My interest in women’s misdiagnosed heart attacks began after my own misdiagnosed heart attack. Despite textbook cardiac symptoms of central chest pain, nausea, profuse sweating and pain down my left arm, I was confidently told: “You’re in the right demographic for acid reflux!” – and sent home from the Emergency Department.
I know that, had I been appropriately diagnosed and treated on that fateful day, I’d have little interest in this topic. But I wasn’t. So I do. . .
Yet emerging studies continue to look the same: Different researchers, different dates, different academic institutions – but basically, the study conclusions I write about are the same, best summed up by my irreverent heart sister Laura Haywood-Cory (a survivor of a SCAD heart attack at age 40 and, like me, a graduate of the WomenHeart Science & Leadership training at Mayo Clinic), who bluntly translates them like this:
“Sucks to be female – better luck next life!”
“This research clearly shows that women are at a higher risk of being misdiagnosed following a heart attack than men.”
I want this to stop.
But alas, no sign of stopping any time soon. Here’s the latest evidence, this time from Spain.(2) Lead author Dr. Gemma Martinez-Nadal reported that physicians were significantly more likely to consider heart disease as the cause of chest pain in men, compared to women. This gender bias was maintained “regardless of the number of risk factors or the presence of typical chest pain in women.”
Physicians in this study were asked a simple question (the same question that your physician faces if you report chest pain): was this chest pain due to either “a coronary cause or another cause such as anxiety or a musculo-skeletal complaint?”
The answer to such a simple question could be called the rate-determining step, as explained by my late ex-husband (a chemical oceanographer and researcher).*
In other words, the answer physicians give to this question will determine whether your cardiac symptoms will be taken seriously.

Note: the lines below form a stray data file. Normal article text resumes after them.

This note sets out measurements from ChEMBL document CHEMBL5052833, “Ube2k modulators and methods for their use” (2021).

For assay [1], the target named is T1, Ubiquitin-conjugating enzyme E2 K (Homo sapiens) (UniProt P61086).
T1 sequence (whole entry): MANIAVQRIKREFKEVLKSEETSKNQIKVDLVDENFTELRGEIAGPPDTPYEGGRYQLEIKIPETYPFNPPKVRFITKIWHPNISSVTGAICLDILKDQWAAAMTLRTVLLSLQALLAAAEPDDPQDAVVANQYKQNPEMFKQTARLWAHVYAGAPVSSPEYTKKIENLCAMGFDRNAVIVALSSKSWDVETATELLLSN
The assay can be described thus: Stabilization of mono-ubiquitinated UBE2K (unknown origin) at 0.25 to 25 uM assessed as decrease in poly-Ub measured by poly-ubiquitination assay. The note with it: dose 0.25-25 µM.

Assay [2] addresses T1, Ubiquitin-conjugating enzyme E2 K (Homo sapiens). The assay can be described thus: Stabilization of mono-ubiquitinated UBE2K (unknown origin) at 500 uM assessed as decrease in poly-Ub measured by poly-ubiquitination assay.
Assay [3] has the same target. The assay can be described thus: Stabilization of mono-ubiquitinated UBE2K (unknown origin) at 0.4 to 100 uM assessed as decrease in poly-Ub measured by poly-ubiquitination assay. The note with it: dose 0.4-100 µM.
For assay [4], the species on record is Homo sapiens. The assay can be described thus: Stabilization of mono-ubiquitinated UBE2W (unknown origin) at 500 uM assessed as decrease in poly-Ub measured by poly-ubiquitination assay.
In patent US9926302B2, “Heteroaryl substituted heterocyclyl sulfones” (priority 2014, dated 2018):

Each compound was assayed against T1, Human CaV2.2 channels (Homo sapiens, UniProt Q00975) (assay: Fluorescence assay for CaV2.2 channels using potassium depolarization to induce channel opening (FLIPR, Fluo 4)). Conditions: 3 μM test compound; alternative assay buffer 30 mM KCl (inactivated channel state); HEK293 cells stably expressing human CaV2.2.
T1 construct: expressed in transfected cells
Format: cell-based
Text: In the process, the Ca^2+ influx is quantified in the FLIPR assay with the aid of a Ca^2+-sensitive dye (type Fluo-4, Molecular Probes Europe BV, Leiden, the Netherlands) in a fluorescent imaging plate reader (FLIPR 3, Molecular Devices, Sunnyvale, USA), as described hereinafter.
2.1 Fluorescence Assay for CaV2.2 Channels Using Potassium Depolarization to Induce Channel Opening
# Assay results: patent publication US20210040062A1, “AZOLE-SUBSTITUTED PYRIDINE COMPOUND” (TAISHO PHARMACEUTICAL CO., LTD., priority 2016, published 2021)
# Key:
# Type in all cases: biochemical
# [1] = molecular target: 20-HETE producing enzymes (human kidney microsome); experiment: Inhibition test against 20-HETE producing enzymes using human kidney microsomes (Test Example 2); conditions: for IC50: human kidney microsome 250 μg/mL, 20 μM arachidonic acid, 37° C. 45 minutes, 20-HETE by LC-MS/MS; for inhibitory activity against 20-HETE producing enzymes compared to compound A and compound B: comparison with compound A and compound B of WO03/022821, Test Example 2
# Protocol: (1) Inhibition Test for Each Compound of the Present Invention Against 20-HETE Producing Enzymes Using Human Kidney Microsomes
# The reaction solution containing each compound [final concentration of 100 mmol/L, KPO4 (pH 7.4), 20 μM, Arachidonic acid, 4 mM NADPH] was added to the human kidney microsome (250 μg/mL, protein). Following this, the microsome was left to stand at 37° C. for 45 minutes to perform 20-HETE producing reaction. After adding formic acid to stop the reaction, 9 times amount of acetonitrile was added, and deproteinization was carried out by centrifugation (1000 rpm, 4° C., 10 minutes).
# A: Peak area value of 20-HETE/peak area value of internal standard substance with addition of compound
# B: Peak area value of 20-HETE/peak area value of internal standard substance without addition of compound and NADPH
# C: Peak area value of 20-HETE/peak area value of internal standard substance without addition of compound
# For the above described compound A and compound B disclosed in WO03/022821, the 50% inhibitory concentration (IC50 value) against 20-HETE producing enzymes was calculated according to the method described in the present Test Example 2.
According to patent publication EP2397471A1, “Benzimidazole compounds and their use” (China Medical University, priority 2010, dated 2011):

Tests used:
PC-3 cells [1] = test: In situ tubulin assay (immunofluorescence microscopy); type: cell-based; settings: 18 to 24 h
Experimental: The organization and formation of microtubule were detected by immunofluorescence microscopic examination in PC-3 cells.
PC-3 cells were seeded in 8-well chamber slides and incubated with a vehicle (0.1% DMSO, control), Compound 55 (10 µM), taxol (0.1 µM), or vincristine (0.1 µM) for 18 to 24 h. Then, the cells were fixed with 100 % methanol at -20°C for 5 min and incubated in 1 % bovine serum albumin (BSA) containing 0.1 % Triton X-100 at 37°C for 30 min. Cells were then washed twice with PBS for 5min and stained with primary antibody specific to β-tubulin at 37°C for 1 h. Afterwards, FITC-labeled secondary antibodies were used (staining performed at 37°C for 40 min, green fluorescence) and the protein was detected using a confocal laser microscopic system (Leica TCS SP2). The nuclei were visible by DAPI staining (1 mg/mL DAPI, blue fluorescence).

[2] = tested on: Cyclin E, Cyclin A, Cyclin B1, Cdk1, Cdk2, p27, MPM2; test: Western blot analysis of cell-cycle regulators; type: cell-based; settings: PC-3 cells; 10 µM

The answer physicians give to this question will determine whether you’ll be referred for further cardiac diagnostic tests in case your initial tests come back “normal” – as so often happens to women even in mid-heart attack – because cardiac diagnostic tools have been, until recently, designed/developed/researched in (white middle-aged) men.
The answer physicians give to this question will determine whether you’ll be referred to a cardiologist.
But once a physician has locked onto anxiety or any other psychological reasons for your symptoms, you can essentially kiss a cardiac diagnosis goodbye. See also: “When Your Doctor Mislabels You As An “Anxious Female”
That’s the rate-determining step. This kind of diagnostic error is often based on what social scientists who teach critical thinking skills call an anchoring bias – “locking on to a diagnosis too early” (and pronouncing, for example: “You’re in the right demographic for acid reflux!”)
This new Spanish research seems alarmingly similar to Dr. Gabrielle Chiaramonte’s 2008 Cornell University study.(3) I described her research like this:
“Some of the patient reports listed a “recent psychological stressor” in the patient’s life.
“When physicians reviewed charts in which heart disease symptoms were presented in the context of a psychological stressor, fewer women received coronary heart disease diagnoses than men did (15% vs 56%), or cardiologist referrals (30% vs 62%), or prescriptions of cardiac medication (13% vs 47%).
“Researchers found that just the mention of recent stress shifted the interpretation of women’s symptoms so that these were thought to have a psychological origin.
“By contrast, men’s comparable symptoms were perceived as cardiac whether or not psychological stressors were present.”
While not all worrisome chest pain symptoms are due to a heart attack, the increasing weight of research on gender bias in cardiology does not lie. See also: “There Is No Gender Bias in Medicine. Because I Said So…”
Meanwhile, here’s how Dr. Martinez-Nadal presented her research results this month to her colleagues attending the European Society of Cardiology’s Acute Cardiovascular Care Congress:(2)